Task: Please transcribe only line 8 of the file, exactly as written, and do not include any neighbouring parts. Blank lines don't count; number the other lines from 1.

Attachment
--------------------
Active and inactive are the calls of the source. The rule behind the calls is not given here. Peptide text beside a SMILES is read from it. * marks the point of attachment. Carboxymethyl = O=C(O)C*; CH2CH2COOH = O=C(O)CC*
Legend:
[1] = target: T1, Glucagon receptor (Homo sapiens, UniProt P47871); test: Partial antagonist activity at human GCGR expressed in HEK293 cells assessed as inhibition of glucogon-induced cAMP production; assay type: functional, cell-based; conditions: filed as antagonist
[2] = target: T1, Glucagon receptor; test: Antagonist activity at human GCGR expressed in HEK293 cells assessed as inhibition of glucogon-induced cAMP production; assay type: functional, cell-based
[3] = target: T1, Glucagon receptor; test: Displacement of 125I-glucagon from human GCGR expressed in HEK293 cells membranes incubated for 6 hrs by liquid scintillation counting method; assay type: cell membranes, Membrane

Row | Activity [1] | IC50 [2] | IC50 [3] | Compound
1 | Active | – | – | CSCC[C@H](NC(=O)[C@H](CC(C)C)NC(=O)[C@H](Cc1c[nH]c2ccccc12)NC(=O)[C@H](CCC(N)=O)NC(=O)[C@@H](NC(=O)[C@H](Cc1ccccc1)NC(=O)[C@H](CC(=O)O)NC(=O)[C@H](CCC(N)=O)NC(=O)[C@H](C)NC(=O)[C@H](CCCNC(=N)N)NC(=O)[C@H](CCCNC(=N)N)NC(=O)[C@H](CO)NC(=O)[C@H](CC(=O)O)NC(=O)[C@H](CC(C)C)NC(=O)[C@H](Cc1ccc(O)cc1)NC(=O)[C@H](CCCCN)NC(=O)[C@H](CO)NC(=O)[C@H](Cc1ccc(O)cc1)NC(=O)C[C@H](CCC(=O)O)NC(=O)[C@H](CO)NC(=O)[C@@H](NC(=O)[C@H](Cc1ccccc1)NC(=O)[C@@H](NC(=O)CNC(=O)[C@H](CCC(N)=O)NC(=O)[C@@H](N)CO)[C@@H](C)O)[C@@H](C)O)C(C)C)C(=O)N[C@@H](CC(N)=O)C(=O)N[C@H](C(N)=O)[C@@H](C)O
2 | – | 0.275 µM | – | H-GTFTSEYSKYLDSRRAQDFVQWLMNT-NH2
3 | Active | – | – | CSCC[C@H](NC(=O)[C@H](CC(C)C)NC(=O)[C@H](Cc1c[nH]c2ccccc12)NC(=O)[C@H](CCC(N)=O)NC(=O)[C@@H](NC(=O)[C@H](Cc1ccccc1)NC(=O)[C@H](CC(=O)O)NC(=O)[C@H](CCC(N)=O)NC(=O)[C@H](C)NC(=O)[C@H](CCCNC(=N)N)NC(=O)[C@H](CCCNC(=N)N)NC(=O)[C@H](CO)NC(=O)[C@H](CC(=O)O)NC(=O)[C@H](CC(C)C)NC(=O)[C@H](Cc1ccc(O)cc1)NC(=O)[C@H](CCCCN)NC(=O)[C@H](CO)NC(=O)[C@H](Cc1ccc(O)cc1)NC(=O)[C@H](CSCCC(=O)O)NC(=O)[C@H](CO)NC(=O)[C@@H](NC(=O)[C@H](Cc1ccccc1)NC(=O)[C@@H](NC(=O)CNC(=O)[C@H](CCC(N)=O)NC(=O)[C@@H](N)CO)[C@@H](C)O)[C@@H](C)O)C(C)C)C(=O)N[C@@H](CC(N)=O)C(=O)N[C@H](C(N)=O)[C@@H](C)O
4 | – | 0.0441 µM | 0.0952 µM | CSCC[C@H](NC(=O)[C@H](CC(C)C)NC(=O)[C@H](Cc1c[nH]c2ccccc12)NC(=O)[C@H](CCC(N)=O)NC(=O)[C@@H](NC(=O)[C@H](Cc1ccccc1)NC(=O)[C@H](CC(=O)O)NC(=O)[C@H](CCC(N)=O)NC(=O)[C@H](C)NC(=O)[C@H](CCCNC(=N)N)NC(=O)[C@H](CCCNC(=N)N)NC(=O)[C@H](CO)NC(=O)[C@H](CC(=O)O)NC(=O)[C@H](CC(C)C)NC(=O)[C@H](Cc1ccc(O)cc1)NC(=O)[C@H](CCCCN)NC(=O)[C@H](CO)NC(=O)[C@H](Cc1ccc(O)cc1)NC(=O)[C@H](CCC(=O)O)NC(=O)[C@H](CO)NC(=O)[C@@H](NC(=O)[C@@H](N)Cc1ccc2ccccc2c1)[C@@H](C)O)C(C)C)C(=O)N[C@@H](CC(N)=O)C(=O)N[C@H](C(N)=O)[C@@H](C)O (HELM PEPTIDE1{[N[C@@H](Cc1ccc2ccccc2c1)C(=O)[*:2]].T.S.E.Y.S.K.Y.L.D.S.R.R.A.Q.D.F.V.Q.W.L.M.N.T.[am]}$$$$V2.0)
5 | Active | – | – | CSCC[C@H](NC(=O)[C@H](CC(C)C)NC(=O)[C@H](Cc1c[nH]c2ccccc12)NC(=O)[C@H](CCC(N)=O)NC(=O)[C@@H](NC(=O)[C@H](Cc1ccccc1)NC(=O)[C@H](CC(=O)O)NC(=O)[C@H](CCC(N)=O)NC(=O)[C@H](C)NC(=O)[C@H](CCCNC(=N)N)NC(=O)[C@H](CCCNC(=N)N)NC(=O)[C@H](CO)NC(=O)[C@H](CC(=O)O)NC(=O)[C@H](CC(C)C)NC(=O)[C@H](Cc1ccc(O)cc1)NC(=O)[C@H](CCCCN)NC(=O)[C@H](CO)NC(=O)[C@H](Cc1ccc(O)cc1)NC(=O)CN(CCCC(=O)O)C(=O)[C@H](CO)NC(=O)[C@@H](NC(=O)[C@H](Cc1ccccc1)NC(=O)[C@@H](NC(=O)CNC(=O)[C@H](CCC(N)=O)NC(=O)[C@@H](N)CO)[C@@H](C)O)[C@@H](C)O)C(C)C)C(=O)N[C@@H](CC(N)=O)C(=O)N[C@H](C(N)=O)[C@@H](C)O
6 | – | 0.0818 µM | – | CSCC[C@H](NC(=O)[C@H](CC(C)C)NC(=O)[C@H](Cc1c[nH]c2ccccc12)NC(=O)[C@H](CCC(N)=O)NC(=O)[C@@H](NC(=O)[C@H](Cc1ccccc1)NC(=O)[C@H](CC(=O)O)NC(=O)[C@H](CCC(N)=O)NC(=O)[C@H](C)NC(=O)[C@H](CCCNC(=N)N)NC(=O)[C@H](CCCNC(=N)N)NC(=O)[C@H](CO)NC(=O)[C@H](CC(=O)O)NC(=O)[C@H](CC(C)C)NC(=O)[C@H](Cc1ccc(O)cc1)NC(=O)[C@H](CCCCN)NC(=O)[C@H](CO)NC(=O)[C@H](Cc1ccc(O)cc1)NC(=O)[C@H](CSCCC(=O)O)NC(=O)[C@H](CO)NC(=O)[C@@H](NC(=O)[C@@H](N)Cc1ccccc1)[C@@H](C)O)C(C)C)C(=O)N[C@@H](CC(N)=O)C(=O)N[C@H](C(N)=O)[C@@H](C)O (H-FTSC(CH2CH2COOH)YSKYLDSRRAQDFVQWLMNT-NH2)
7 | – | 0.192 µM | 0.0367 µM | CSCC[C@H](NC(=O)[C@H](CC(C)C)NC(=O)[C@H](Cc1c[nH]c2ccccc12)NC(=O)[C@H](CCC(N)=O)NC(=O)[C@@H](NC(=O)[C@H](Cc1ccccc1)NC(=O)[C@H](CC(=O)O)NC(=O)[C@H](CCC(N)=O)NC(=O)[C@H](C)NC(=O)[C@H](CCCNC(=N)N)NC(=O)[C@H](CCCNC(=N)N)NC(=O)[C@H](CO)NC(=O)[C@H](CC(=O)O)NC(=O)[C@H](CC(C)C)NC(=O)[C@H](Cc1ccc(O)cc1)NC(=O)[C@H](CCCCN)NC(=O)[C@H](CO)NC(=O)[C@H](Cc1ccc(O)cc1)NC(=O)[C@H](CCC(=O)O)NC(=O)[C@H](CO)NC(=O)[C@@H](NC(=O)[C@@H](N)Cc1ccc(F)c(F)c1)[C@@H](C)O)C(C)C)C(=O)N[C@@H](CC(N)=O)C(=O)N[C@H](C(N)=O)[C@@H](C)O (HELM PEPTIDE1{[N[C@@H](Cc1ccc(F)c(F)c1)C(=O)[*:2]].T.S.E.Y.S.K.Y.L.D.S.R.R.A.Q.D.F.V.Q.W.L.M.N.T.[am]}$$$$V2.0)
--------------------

2 | – | 0.275 µM | – | H-GTFTSEYSKYLDSRRAQDFVQWLMNT-NH2